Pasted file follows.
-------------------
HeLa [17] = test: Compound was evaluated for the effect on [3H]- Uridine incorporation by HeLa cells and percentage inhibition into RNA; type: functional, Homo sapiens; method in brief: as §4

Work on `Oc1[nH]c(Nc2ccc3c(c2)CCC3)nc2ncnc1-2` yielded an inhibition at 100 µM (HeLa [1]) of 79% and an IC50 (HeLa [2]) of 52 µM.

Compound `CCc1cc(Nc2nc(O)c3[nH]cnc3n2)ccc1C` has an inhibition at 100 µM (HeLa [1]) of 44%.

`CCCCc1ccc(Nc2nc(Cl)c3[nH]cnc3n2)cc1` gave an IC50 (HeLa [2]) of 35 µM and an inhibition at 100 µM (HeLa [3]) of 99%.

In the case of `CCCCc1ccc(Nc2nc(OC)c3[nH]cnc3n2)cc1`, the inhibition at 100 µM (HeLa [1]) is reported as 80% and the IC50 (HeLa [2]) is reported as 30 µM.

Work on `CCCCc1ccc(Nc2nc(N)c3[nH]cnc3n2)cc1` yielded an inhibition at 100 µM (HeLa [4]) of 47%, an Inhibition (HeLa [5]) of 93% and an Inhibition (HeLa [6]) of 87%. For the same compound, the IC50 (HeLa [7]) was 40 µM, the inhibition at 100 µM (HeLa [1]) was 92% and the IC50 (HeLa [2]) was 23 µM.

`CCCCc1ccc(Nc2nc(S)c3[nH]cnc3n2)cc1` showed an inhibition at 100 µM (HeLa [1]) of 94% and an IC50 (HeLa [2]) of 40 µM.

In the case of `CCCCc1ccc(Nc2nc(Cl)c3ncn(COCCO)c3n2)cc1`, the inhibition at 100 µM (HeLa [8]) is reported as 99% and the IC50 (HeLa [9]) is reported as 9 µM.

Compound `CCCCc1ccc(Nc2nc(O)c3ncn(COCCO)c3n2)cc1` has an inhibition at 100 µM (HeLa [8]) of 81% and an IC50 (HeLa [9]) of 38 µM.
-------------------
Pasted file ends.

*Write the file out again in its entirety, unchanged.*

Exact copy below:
HeLa [17] = test: Compound was evaluated for the effect on [3H]- Uridine incorporation by HeLa cells and percentage inhibition into RNA; type: functional, Homo sapiens; method in brief: as §4

Work on `Oc1[nH]c(Nc2ccc3c(c2)CCC3)nc2ncnc1-2` yielded an inhibition at 100 µM (HeLa [1]) of 79% and an IC50 (HeLa [2]) of 52 µM.

Compound `CCc1cc(Nc2nc(O)c3[nH]cnc3n2)ccc1C` has an inhibition at 100 µM (HeLa [1]) of 44%.

`CCCCc1ccc(Nc2nc(Cl)c3[nH]cnc3n2)cc1` gave an IC50 (HeLa [2]) of 35 µM and an inhibition at 100 µM (HeLa [3]) of 99%.

In the case of `CCCCc1ccc(Nc2nc(OC)c3[nH]cnc3n2)cc1`, the inhibition at 100 µM (HeLa [1]) is reported as 80% and the IC50 (HeLa [2]) is reported as 30 µM.

Work on `CCCCc1ccc(Nc2nc(N)c3[nH]cnc3n2)cc1` yielded an inhibition at 100 µM (HeLa [4]) of 47%, an Inhibition (HeLa [5]) of 93% and an Inhibition (HeLa [6]) of 87%. For the same compound, the IC50 (HeLa [7]) was 40 µM, the inhibition at 100 µM (HeLa [1]) was 92% and the IC50 (HeLa [2]) was 23 µM.

`CCCCc1ccc(Nc2nc(S)c3[nH]cnc3n2)cc1` showed an inhibition at 100 µM (HeLa [1]) of 94% and an IC50 (HeLa [2]) of 40 µM.

In the case of `CCCCc1ccc(Nc2nc(Cl)c3ncn(COCCO)c3n2)cc1`, the inhibition at 100 µM (HeLa [8]) is reported as 99% and the IC50 (HeLa [9]) is reported as 9 µM.

Compound `CCCCc1ccc(Nc2nc(O)c3ncn(COCCO)c3n2)cc1` has an inhibition at 100 µM (HeLa [8]) of 81% and an IC50 (HeLa [9]) of 38 µM.